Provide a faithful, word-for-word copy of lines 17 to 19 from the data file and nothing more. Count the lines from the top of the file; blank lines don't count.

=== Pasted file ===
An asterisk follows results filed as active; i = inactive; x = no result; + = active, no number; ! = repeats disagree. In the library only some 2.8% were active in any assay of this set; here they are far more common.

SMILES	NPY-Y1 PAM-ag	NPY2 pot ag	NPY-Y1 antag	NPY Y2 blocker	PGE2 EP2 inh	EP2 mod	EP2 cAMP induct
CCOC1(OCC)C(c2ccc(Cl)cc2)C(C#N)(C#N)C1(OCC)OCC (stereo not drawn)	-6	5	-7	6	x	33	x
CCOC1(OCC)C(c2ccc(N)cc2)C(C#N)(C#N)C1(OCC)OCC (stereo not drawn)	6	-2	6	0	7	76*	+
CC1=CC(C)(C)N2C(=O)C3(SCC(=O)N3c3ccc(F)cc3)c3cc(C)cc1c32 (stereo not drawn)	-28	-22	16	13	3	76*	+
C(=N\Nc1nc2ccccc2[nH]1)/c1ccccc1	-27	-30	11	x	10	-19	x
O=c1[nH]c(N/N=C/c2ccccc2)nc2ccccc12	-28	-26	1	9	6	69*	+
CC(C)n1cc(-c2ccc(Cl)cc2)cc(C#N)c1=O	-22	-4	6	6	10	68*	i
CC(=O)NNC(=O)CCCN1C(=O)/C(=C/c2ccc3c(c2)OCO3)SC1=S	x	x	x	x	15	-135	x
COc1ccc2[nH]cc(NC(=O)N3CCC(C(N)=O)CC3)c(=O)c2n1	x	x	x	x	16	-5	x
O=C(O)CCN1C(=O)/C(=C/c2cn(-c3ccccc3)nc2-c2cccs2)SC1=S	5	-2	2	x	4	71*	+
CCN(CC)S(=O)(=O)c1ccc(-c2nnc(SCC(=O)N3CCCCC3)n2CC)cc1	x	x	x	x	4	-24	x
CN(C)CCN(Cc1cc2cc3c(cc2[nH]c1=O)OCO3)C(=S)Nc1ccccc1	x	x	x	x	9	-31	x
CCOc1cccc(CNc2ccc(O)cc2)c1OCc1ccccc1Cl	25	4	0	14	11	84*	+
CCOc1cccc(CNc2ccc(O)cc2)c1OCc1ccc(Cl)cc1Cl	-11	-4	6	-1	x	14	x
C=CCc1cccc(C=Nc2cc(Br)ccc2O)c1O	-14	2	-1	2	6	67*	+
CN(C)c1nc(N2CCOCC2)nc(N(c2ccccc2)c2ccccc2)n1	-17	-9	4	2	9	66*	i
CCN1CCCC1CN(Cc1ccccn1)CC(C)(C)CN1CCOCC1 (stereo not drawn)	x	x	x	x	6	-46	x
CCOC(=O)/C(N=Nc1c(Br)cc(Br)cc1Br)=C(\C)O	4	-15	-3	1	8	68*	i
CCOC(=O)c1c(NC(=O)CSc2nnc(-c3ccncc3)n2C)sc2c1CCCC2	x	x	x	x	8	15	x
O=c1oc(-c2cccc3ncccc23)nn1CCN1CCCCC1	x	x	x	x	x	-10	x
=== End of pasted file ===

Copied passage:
CN(C)c1nc(N2CCOCC2)nc(N(c2ccccc2)c2ccccc2)n1	-17	-9	4	2	9	66*	i
CCN1CCCC1CN(Cc1ccccn1)CC(C)(C)CN1CCOCC1 (stereo not drawn)	x	x	x	x	6	-46	x
CCOC(=O)/C(N=Nc1c(Br)cc(Br)cc1Br)=C(\C)O	4	-15	-3	1	8	68*	i